Research · Workshops

Professional Practice Week

This week we had a series of guest lectures on a wide range of subjects, including advice on getting funding for a project, experiences from past students, and practising photographers sharing their latest work with us.

The first of these lectures was from Anna Taylor of LOOK Photo Festival & Jo Slack from Redeye. Anna spoke to us first about different types of funding for art projects/exhibitions and how to go about applying for this funding. It was an interesting insight into the wider world of art projects an how they begin. It got me thinking about whether this is something I would like to look into after finishing uni, but at the moment I’m not sure. We also did a little group exercise where we had to come up with a project and decide what sort of funding we would need and how we’d go about setting it up.

Next up was Jo from Redeye who chatted to us about project management and explained why good management is the key to success. She spoke about the ‘triple constraint’ idea where time, cost, and scope all need to be balanced to maintain the quality of your project. This was then developed further to incorporate audience expectations. My diagram helps to explain this:

project diagram

Jo also gave us a useful phrase to remember when planning projects:

‘WHY’ before the ‘HOW’ and the ‘WHAT’

This basically means that before you get into too many details on how you will achieve your goals, you need to have a good reason why you are doing your project and know what others will get from it, otherwise people will be less willing to give you support!

These two lectures were then followed in the afternoon by 3 past students coming in to speak to us about their own experiences both during and after university. It was great to hear first hand accounts from real students and get tips and advice on what to do after university!


 

The second day of lectures was solely focused on Seba Kurtis who came in to speak to us all morning about his own work. I found this a really interesting lecture and his work was fascinating. Seba mainly spoke to us about his project called ‘Immigration Files’ – an intriguing insight into the lives of immigrants and the struggles they encounter on a daily basis. He incorporates feelings from his own past into his work and explained how he wants to create a sense of ‘chaos’ and ‘frustration’ in his images. One of his ideas that I thought was brilliant was putting some of his undeveloped film underwater to represent all the immigrants that had drowned in that very same sea. He then developed the images and the water damage on them was like a reminder of the sadness and the struggles of those who had been lost.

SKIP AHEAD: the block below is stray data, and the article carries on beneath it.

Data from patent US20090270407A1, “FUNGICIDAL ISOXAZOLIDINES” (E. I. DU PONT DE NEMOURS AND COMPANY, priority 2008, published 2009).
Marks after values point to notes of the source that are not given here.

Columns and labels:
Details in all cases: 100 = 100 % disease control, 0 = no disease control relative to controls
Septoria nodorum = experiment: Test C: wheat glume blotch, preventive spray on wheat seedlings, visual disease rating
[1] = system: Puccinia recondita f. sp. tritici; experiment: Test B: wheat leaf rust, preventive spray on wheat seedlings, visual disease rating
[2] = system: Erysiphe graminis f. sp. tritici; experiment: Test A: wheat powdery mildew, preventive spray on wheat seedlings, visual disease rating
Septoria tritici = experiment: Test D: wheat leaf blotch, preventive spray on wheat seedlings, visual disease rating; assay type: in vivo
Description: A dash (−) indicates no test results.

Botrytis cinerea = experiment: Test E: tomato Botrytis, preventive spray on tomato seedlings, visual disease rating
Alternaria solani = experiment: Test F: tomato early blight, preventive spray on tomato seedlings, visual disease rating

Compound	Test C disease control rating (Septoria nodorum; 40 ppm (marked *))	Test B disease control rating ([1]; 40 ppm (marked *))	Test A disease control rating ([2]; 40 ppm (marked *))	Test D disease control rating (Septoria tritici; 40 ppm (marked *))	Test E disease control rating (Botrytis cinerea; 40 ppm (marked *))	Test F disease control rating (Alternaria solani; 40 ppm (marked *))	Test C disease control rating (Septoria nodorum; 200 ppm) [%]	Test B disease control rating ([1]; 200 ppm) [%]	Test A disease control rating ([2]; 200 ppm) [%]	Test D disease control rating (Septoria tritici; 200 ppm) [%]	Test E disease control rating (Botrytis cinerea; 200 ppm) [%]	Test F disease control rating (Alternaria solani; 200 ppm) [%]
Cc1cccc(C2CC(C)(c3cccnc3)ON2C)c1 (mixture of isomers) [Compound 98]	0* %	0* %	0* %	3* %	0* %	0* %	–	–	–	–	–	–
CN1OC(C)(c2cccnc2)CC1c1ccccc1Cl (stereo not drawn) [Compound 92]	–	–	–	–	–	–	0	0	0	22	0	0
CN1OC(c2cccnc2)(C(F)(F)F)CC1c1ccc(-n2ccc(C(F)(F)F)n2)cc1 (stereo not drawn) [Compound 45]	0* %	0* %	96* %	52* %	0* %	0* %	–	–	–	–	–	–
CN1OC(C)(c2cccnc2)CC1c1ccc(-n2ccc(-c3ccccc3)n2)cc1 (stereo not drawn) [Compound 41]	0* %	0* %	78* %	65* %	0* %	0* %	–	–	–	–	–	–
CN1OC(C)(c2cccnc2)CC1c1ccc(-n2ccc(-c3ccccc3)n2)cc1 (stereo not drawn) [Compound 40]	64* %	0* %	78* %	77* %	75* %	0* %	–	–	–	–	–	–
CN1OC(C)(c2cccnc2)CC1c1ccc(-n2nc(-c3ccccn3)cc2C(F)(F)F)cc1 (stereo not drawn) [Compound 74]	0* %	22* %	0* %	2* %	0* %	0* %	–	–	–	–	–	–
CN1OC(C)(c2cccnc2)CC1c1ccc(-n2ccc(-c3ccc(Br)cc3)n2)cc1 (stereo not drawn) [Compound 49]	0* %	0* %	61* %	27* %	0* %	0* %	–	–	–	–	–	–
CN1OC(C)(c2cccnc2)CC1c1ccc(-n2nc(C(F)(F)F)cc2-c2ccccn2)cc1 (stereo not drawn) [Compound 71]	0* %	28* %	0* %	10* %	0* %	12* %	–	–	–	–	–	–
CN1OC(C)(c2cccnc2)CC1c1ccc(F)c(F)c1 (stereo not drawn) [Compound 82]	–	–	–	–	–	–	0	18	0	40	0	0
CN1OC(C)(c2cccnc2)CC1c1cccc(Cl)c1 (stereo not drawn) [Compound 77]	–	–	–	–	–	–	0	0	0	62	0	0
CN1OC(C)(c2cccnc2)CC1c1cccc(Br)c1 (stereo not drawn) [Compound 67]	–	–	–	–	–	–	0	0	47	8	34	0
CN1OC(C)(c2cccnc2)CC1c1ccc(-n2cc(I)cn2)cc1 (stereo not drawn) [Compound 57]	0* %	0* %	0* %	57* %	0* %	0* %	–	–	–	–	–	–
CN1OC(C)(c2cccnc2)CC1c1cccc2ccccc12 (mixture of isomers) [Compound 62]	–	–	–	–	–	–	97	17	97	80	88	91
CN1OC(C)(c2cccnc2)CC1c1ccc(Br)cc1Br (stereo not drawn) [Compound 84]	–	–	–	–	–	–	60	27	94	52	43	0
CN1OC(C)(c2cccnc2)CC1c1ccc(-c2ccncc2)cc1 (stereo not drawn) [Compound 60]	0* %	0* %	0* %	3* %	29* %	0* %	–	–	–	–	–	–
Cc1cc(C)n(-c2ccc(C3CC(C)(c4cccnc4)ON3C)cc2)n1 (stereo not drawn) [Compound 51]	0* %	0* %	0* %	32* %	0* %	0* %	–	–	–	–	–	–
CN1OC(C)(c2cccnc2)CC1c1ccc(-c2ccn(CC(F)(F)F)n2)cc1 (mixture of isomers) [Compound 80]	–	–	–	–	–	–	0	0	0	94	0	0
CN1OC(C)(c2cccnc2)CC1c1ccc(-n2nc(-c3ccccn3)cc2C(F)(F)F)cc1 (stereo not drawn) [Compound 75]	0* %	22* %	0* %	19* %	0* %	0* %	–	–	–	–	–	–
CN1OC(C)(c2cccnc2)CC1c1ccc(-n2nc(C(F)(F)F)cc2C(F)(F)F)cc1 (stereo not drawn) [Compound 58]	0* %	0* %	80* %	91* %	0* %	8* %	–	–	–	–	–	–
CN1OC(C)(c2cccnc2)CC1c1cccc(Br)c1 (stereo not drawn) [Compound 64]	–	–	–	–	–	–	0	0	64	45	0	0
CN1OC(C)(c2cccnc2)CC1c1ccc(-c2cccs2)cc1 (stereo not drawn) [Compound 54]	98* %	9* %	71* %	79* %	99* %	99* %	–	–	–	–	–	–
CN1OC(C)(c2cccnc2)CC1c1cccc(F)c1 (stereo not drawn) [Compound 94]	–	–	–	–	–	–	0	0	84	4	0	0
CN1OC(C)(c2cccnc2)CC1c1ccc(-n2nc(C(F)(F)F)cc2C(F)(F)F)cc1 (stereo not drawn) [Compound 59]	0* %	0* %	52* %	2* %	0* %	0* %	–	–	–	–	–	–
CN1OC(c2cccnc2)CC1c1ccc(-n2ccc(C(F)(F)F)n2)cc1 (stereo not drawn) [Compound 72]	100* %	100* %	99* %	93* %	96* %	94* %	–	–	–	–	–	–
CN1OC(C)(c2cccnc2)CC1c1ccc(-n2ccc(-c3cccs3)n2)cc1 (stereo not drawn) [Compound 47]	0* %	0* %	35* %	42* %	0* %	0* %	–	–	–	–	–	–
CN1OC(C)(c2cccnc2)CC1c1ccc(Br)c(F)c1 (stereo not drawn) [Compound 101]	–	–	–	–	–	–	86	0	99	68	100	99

Seba Kurtis Talk

Seba also talked about a few other interesting techniques: one was where he took overexposed photos of immigrants to represent their attempts at being ‘invisible’ to the authorities, and then brought back some details using Levels in Photoshop to reveal the figures. He also scanned in some images with plastic bags over them – again, a representation of one of the many attempts by immigrants not to get caught. Many would hide in lorries and put plastic bags over their heads to avoid their breath being picked up by carbon dioxide detectors.

The final part of Seba’s talk was about a book he made called KIF. It is essentially a tribute to his friend who was a drug smuggler who sadly died and the book retraces the places he visited on his last trip – a very beautiful idea and a book I would love to see one day!

Overall a very interesting day and Seba is definitely someone whose work I will be following from now on to see what else he comes up with!


 

The final day of lectures was given to us by fashion & fine art photographer Layla Sailor. Her talk was great and gave a really good insight into how she began her photography career and how she got to where she is now. She began with a degree at Manchester Metropolitan University where her work took inspiration from film stills and often focused on themes such as feminism. In her own words, her work was “nightmare-ish but beautiful”. After graduating from MMU in 2005 Layla has gone from working in makeover studios, to helping out at Calumet, and is now creating images for various fashion companies. Alongside all this Layla has done a number of personal projects – the most popular being ‘Kokoshnik’ whose images have won competitions and been featured in campaigns all over the world.

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Layla spoke about the importance of doing other work that you may not necessarily consider to be your ‘style’ and you might not enjoy but if it pays the bills then sometimes it just has to be done! She also encourages everyone to get stuck in and just try things out – you never know that you won’t like something if you don’t try it!

 

Now that we’re at the end of our guest lecture week I can happily say that I’ve found it really enjoyable and interesting. It’s always great to hear from practising photographers and get inside tips on how to deal with the ‘real world’ of photography!

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